According to sources describing Operation Vengeance from the American perspective, upon learning of the contents of the message, U.S. Commander in the Pacific, Admiral Chester Nimitz is said to have sent his own message to the Pacific Fleet commander William Halsey. It read no less than: “TALLY HO X LET’S GET THE BASTARD.”
Because Yamamoto planned on visiting Balalae Island five days after the message was intercepted, time was of the essence. Yet having all this information did not necessarily mean an operation to take out one of Japan’s most senior commanders was a cut and dry case. The closest American airbase near Balalae was on the recently conquered Guadalcanal. That was over four hundred miles away, and the Navy and Marine fighter planes such as the F4F Wildcat and F4U Corsairs did not have enough fuel, and thus not enough range, to be able to reach Yamamoto’s squadron on their way.
The only aircraft that would be able to reach the squadron was the single-seated, twin-engined Lockheed P-38 Lightning fighter aircraft, outfitted with additional fuel tanks. Eighteen P-38s were assigned to the mission. In order to avoid Japanese radar detection, the aircraft had to fly at an altitude of no more than 15 metres, at least 80 kilometres offshore of islands, for a distance over 600 kilometres. Of the eighteen, four P-38s were designated the so-called ‘Killer Group.’ These were tasked with taking out Yamamoto’s G4M, while the other fourteen P-38s covered the group against potential counter-attacks. After all, the operation took place close to Japanese airbases.
Now, the Airborne Early Warning and Control System, or AWACS for short, is an airborne radar picket system that detected aircraft, ships and vehicles. Yet, the P-38s were not outfitted with it. They weren’t even equipped with a land-based radar to guide them or detect the squadron escorting Yamamoto. This was a problem for two reasons. Firstly, if Yamamoto changed his schedule at the last minute, the squadron of P-38s would be flying around, not knowing what to do or where he was. So they had to count on him not diverting a single minute from the travel schedule, betting on Yamamoto being punctual, something he was known for. Because they were aware of the average speed and probable route of the squadron escort, consisting of Mitsubishi G4M “Betty” and Mitsubishi Zero’s, together with the assumed wind speed, they could more or less calculate the position of the squadron at all times.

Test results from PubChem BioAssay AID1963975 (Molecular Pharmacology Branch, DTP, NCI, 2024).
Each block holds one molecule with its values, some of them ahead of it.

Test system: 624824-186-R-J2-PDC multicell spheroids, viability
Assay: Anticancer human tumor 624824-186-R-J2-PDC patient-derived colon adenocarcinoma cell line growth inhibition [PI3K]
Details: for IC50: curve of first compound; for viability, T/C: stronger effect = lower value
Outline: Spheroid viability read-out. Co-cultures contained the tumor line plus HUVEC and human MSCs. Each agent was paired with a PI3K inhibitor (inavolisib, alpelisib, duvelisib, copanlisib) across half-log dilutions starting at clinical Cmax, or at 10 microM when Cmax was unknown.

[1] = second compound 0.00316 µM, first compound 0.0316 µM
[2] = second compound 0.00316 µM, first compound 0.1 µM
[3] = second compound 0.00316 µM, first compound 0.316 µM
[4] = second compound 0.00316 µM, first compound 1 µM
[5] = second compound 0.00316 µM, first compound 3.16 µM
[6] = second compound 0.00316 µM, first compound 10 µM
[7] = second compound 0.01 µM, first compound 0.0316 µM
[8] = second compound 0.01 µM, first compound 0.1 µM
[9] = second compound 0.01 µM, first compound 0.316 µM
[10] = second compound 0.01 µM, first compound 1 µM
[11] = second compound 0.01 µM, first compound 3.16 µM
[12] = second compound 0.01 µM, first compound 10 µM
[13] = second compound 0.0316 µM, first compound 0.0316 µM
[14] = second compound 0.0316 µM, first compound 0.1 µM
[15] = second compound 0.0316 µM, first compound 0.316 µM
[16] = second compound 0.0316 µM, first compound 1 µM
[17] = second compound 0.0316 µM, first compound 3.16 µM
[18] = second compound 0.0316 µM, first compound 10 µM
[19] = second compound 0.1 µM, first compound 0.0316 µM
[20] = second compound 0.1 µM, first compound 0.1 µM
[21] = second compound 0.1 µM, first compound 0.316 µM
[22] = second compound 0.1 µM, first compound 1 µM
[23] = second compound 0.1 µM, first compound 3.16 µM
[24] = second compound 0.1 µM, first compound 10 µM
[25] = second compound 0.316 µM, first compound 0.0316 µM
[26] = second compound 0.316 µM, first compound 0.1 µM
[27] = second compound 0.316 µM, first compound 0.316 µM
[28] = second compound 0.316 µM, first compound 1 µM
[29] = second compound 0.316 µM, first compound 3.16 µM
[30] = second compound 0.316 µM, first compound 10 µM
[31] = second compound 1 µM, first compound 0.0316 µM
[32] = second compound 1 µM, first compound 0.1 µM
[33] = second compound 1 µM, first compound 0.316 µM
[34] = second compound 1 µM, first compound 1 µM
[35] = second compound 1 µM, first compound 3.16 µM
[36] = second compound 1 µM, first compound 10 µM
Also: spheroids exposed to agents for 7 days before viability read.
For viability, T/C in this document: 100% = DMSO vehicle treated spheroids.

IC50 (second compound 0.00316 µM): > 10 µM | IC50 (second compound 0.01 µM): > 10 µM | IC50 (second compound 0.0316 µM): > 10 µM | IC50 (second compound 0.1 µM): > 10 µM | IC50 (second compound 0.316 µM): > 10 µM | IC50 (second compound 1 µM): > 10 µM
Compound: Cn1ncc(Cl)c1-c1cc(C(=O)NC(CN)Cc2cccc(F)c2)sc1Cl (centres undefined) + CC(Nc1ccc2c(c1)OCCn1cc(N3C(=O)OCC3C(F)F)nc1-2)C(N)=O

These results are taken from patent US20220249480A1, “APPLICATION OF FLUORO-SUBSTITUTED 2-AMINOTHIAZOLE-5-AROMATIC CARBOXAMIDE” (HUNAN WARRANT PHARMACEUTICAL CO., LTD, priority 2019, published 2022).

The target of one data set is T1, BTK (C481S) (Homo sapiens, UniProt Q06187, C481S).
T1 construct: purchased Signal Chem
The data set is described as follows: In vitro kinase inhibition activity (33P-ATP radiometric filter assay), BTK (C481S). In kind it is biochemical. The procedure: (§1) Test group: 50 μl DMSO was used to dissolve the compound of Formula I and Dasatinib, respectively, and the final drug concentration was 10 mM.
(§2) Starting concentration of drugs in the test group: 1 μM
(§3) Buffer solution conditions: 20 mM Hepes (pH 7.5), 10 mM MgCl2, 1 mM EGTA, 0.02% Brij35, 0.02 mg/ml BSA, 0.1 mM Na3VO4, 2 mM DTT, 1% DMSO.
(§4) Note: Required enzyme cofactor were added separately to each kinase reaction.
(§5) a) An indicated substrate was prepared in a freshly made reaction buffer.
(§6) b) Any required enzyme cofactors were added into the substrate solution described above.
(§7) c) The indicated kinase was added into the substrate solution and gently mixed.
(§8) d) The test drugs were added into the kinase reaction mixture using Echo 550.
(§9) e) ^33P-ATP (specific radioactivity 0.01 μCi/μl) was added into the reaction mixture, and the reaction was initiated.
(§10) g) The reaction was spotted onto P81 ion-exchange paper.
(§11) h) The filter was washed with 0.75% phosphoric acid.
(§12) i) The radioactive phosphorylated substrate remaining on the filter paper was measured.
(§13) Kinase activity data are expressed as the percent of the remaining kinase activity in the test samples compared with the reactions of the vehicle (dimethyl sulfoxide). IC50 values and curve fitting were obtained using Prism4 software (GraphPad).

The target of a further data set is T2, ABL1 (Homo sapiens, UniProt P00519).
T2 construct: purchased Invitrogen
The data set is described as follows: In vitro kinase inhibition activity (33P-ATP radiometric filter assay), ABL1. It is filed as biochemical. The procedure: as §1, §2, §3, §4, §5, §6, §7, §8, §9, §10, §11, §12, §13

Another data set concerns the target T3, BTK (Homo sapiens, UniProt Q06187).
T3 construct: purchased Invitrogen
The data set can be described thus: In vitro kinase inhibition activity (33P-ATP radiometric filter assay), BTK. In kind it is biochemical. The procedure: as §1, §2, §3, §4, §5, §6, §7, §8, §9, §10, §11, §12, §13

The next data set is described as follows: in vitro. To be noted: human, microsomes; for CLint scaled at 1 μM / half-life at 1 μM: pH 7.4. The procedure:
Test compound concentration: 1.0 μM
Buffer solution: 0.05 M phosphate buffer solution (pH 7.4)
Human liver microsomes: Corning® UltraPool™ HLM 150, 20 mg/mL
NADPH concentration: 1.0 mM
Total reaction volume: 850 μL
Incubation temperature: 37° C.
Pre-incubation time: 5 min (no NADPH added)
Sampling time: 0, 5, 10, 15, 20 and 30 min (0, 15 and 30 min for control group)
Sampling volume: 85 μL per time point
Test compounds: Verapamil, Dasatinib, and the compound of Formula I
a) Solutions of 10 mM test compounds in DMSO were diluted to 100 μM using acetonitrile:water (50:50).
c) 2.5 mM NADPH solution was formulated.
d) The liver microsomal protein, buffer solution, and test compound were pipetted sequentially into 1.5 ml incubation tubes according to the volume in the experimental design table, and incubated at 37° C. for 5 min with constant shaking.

That brings us to the second problem, which to be fair builds forth upon the first problem: there was no wiggling room for getting lost or being early. If they beat Yamamoto’s squadron by ten minutes, they could hardly fly in circles in territory that was crowded with Japanese airbases and most likely had swarms of patrols both in the sky and on the water.
Planning the mission in detail, the Office calculated that the P-38s would intercept the squadron at 9:35 AM. On the morning of April 18 it was go-time. The squadron flew at an altitude of 15 meters at most for hundreds of kilometers. They reached the point where they would intercept Yamamoto’s squadron one minute early, at 9:34 AM. And the Japanese arrived right on time. The Americans had calculated it correctly, and Yamamoto, unwittingly, honoured his reputation for punctuality.
Flying at around 1.4 kilometres height were the two Mitshubsihi G4M “Betty”. Onboard of one was Admiral Yamamoto. The other one carried his right-hand-man, Vice Admiral Matome Ugaki. Six Mitsubishi A6M Zeros escorted them. When the Americans realised the Japanese were on time, the four P-38s part of the Killer group shed their additional fuel tanks and began climbing to attack the Bettys. Due to technical difficulties, one of the P-38s had to abandon its climb early on. The other twelve of the protective squadron climbed even further to prevent any reinforcements from Japanese airbases interfering.